Inconsistencies, irregularities and curiosities of English

How about sharing all these little things that strike us as unusual, odd, hilarious, characteristic and whatnot – in short, things that make English… how shall I put it, special? Some of you are already quite active in this area, thus allowing many of us to benefit from your ‘finds’.

You know how constitutionally and irremediably English-prone I am. How could I not be? I mean, almost everyday, if not more often, I stumble upon an amusing or amazing word, idiom, or other language component which I feel like sharing with someone. But I often back out arguing that I’d probably only manage to make a fool of myself, as most of you are bound to know the item in question (maybe even since nursery school, as one of my students’ joke goes – or, to coin one of Alan’s phrases, since right after ‘the gurgling and babbling indulged in in the initial years’).

Well, here go a couple of words I find funny (peculiar rather than ha-ha funny):

Would you believe there’s a word for the mass of unburnt tobacco at the bottom of a pipe? It’s called a ‘dottle’.

And something like the skill at finding your way about woods and forests and living in them has a name, too: it’s ‘woodcraft’.

Note the irregular plural of ‘still life’ (picture of flowers or objects, not people or animals): still lifes.

In toto: “adverb FORMAL - as a total or whole:
The available information amounts to very little in toto”. This one sounds totally informal to me!

Ration only sometimes rhymes with nation,
Say prefer, but preferable,
Comfortable and vegetable.
B must not be heard in doubt,
Debt and dumb both leave it out.
In the words psychology,
Psychic, and psychiatry,
You must never sound the p.
Psychiatrist you call the man
Who cures the complex, if he can.
In architect chi is k
In arch it is the other way.
Please remember to say iron
So that it’ll rhyme with lion.
Advertisers advertise,
Advertisements will put you wise.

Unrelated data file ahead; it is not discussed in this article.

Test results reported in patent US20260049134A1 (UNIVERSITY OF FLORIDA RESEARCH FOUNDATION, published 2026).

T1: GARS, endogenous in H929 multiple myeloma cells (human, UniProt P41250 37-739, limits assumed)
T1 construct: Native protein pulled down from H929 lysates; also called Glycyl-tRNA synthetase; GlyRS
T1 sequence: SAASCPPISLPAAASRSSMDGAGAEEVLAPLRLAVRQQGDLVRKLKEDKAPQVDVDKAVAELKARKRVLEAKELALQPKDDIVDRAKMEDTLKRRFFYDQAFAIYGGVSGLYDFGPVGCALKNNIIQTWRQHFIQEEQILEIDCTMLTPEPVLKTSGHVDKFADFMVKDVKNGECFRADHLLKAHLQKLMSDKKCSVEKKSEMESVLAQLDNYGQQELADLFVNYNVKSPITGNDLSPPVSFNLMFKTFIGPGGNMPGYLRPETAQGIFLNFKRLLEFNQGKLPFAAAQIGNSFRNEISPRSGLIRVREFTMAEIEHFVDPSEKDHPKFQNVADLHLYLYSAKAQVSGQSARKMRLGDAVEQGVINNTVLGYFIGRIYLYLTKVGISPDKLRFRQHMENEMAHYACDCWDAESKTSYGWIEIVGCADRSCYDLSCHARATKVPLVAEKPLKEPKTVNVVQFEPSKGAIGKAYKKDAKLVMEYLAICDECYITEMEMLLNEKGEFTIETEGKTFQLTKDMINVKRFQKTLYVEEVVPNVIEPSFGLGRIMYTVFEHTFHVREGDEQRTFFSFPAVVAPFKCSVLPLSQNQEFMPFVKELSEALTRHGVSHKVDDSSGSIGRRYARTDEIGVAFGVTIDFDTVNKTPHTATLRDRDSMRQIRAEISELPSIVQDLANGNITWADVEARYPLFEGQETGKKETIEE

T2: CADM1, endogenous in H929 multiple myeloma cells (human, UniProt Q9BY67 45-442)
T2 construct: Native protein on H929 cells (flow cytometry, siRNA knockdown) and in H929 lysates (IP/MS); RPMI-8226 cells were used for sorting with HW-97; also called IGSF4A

Time when work is done is leisure,
Fill it up with useful pleasure.
Accidental, accident,
Sound the g in ignorant.
Relative, but relation,
Then say creature, but creation.
Say the a in gas quite short,
Bought remember rhymes with thwart,
Drought must always rhyme with bout,
In daughter leave the gh out.
Wear a boot upon your foot.
Root can never rhyme with soot.
In muscle, sc is s,
In muscular, it’s sk, yes!
Choir must always rhyme with wire,
That again will rhyme with liar.
Then remember it’s address.
With an accent like posses.
G in sign must silent be,
In signature, pronounce the g.
Please remember, say towards
Just as if it rhymed with boards.
Weight’s like wait, but not like height.
Which should always rhyme with might.

Hi Conchita,

If you haven’t I’m sure you will and if you have, I know you’ll agree with me. What am I on about? I am referring to that genius of a wordsmith P G Wodehouse and I’m talking about haven’t read/have read and will agree in that order. Tiptoe through his prose and you stumble over some of the choicest words and word fabrications in the language and when you pick yourself up again and remember them later they’ll keep you in joy for ever and a day. If I can nick a bit from William Wordsworth and sort of transpose it, this recall goes a bit like this:

Anyhow that’s what I mean when you remember a bit from PGW when you’re stuck in a traffic jam. I can hear Mr Wordsworth tut-tutting at my banality sat up there on Olympus.

Not sure whether this is relevant to your comments but I can’t resist giving a plug for the Master.